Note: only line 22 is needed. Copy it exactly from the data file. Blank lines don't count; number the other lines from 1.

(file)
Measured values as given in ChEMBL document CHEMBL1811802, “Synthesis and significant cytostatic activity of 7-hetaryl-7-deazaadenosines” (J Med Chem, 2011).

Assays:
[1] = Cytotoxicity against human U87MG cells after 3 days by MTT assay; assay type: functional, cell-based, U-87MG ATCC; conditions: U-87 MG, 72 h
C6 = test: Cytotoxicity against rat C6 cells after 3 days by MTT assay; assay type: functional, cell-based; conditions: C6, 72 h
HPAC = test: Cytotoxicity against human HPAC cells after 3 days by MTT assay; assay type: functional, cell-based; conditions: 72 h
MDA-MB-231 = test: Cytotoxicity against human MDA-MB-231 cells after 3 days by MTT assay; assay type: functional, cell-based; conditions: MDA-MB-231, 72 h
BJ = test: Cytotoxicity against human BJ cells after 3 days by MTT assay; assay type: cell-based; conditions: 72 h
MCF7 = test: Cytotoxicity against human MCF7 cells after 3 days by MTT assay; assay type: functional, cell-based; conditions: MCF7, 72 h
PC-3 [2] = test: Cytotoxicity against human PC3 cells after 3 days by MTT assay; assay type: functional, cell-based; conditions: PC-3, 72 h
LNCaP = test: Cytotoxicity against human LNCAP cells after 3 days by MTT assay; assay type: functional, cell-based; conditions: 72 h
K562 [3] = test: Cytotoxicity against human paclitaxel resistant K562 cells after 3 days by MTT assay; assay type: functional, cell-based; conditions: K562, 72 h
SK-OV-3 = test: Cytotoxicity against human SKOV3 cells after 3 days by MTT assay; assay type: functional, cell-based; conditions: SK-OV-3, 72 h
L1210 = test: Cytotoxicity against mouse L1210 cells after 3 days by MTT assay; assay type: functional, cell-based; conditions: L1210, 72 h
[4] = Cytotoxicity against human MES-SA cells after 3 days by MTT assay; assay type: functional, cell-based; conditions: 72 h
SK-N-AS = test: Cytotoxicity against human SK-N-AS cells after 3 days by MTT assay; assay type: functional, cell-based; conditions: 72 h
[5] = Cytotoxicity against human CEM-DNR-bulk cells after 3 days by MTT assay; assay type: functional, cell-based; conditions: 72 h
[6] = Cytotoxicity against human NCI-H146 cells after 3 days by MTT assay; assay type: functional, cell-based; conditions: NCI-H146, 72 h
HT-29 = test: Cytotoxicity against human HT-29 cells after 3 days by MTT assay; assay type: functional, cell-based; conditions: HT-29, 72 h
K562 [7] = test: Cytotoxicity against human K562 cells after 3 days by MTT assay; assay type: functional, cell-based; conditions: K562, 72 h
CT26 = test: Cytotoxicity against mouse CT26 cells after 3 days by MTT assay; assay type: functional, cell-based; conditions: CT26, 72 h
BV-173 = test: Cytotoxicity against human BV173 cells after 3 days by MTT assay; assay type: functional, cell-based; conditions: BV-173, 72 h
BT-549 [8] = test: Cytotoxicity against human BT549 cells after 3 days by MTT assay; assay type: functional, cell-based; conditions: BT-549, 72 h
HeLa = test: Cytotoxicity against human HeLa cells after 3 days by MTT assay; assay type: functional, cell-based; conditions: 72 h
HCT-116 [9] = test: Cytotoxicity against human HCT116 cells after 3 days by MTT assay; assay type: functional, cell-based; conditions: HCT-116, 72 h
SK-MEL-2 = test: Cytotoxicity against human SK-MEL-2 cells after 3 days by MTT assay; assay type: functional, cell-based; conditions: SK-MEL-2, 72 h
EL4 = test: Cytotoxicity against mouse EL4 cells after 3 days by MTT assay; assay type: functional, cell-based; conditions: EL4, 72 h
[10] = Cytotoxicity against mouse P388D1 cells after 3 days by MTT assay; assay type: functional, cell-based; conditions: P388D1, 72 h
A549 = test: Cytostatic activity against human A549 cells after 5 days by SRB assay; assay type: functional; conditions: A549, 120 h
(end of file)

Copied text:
BT-549 [8] = test: Cytotoxicity against human BT549 cells after 3 days by MTT assay; assay type: functional, cell-based; conditions: BT-549, 72 h